The number of Black-American billionaires in the U.S. can be counted on one hand but despite their minuscule numbers, they often seem to be the target of investigations.
Black billionaires are part of a rare club according to Forbes’ 2021 list of the world’s richest. They include Robert Smith, who made his $6 billion fortune in private equity; media moguls Oprah Winfrey and Tyler Perry; and hip-hop moguls and businessmen Jay Z and Kanye West. Basketball great LeBron James is officially a billionaire, according to Sportico. America’s first Black billionaire, BET founder Robert Johnson, fell off the list in 2017. Johnson became a billionaire in 2001. Bitcoin billionaire Arthur Hayes became a billionaire soon after he co-founded, BitMEX, a cryptocurrency exchange that has traded trillions, in 2014. Hayes is no longer on the Forbes list.
Once an African American seems to reach that financial upper echelon, investigations seem to follow and many in the Black community question the timing.
Consider the most recent investigations involving billionaire Smith and Hayes, whose company BitMEX made $50 million in trading on its first day in 2014 and made more than $1 billion in income in the first year of trading, Financial Insight Zambia Limited reported.
In 2020, federal prosecutors claimed Smith had concealed income and evaded taxes for 15 years by using foreign trusts, corporations, and bank accounts to midlead the Internal Revenue Service.
Smith, 57, avoided prosecution by cooperating in a case against his former associate Robert Brockman, a Houston businessman accused of using Caribbean entities to hide $2 billion in income. Smith also agreed to pay more than $139 million in back taxes, interest, and penalties after a four-year investigation, Bloomberg reported.
Here are five factors on why the U.S. government targeted Black billionaires Robert Smith and Arthur Hayes.
1. Smith pushed reparations
Smith, who in 2020 admitted to evading taxes for years and signed a non-prosecution deal to avoid jail time, had been speaking out publicly for reparations.
“I think that’s going to be a political decision that’s going to have to be made and decided upon,” Smith told Reuters. “But I think corporations have to also think about, well, what is the right thing to do?”
2. Hayes paved the way for small-time investors
BitMEX opened up Wall Street to a new wave of investors. It was “a pioneer in opening crypto to smaller investors,” The New York Times reported.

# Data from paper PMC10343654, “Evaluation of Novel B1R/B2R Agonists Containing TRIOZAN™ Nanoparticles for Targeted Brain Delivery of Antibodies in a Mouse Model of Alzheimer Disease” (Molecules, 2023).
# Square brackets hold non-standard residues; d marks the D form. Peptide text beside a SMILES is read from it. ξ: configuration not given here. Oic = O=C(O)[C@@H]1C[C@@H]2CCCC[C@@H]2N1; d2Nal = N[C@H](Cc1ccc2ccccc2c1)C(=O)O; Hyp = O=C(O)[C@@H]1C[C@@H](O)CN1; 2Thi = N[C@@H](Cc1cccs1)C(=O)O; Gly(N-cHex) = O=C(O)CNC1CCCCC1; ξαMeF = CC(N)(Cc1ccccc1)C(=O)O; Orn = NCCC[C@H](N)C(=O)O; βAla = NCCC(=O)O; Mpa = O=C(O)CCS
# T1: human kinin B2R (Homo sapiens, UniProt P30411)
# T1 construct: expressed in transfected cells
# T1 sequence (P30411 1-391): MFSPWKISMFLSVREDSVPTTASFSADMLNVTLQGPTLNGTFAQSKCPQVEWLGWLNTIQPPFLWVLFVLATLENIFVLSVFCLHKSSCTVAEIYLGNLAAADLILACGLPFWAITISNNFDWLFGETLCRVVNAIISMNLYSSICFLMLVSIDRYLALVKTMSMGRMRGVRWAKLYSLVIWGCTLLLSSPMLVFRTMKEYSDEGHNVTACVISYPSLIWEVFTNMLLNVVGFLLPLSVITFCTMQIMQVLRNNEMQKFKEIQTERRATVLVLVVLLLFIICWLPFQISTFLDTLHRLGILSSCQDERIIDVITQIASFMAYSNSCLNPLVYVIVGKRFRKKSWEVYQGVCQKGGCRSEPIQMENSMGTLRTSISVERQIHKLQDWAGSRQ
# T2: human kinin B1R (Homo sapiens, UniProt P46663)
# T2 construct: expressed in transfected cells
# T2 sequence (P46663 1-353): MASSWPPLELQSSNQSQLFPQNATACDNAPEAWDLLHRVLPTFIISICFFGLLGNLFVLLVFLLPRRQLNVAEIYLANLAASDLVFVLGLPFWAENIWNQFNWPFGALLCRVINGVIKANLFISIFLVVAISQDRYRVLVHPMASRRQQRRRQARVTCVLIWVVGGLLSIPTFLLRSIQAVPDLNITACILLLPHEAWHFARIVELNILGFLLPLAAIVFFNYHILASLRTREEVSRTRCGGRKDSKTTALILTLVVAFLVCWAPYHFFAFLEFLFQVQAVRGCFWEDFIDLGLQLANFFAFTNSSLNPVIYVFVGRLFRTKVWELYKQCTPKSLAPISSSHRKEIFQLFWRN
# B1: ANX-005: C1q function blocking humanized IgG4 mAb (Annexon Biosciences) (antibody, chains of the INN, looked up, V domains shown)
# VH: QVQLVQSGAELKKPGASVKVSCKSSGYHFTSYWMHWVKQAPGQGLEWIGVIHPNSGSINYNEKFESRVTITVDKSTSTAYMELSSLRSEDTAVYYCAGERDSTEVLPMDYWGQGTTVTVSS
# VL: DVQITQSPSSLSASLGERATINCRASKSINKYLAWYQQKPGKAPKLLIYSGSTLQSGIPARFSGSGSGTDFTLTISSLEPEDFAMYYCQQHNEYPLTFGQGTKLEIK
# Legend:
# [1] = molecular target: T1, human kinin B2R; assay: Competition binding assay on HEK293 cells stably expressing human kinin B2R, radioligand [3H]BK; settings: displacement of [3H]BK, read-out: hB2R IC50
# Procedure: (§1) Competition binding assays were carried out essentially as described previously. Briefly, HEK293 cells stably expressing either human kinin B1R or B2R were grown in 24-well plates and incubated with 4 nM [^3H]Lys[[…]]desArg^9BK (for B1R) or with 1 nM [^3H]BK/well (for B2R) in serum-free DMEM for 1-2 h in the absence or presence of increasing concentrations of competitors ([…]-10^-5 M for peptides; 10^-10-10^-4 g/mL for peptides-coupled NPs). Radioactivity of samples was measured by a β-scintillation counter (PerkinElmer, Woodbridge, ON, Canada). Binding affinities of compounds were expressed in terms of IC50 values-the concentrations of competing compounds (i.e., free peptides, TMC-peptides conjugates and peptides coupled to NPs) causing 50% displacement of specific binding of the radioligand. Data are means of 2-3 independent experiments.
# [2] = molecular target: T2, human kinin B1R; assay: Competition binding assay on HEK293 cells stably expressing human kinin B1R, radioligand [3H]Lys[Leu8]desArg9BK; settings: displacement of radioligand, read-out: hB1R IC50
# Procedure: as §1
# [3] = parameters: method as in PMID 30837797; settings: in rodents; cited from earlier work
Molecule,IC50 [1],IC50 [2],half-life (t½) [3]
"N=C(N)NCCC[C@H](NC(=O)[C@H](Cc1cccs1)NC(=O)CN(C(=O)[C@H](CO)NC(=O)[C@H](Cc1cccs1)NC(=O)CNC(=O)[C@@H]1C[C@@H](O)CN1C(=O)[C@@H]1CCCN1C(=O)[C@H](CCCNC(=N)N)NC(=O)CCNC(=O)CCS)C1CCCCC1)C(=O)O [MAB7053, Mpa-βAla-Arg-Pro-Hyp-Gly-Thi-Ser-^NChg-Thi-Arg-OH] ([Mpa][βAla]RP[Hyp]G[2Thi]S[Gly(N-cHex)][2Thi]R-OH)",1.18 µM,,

From the beginning, BitMEX was intended to attract not only professional traders but also retail investors, as Hayes explained in an industry talk in 2016. “There are people who offer similar types of products but are focusing on degenerate gamblers, a.k.a. retail traders in Bitcoin,” he said. “So why don’t we do the same?”
The Seychelles-based firm is a peer-to-peer crypto exchange and derivative trading platform. And because of its inclusive approach, it became one of the world’s biggest cryptocurrency trading exchanges. It claimed to process more than $1.7 billion in daily derivatives transactions.
3. Smith touted the 2 percent solution
In 2020, Smith called on corporate American to benefit the Black community by investing directly over the next 10 years in banking, telecom, technology, education, and healthcare infrastructure.
He urged large corporations to use 2 percent of their annual net income for the next decade to empower minority communities, Forbes reported.
In 2019, Smith paid the student loan debt of 400 graduates of Morehouse College.
4. Hayes brashly ignored establishment
Hayes was going after “new money” and ignoring the establishment.
Many of his crypto supporters feel Hayes is being punished for creating a product that has “baffled lawmakers and regulators.”
5. Billionaires Hayes and Smith are self-made men
Both Black billionaires didn’t inherit family money or rely on others to build their empires.
Smith, whose parents were both school teachers, grew up in a predominantly African American, middle-class neighborhood in Denver, Colorado. He graduated from Cornell University and worked at Goodyear Tire and Rubber Company, Air Products & Chemicals, and Kraft General Foods as a chemical engineer. While at Kraft, he registered two U.S. and two European patents, according to the Chicago Tribune. From 1994 to 2000, he worked for Goldman Sachs in technology investment banking. In 2000, Smith founded Vista Equity Partners.
“Arthur Hayes is a self-made entrepreneur who has been wrongly accused of crimes that he did not commit,” his lawyers said in a statement.
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Like Smith, Hayes was born to middle-class parents. His parents worked for General Motors. As a child he split his time between Detroit and Buffalo, where his mother sent him to the private Nichols School, Vanity Fair reported. Hayes went on to attend the Wharton School of business. Next he headed to Hong Kong to work at Deutsche Bank and Citibank as a market maker for exchange-traded funds. But in 2013 he was let go. Without a job he decided to pursue his passion — cryptocurrency.
Hayes is a former equities trader for Citigroup Inc. in Hong Kong. He founded BitMEX in 2014 with Benjamin Delo, an Oxford-educated computer scientist, and Samuel Reed, a programmer.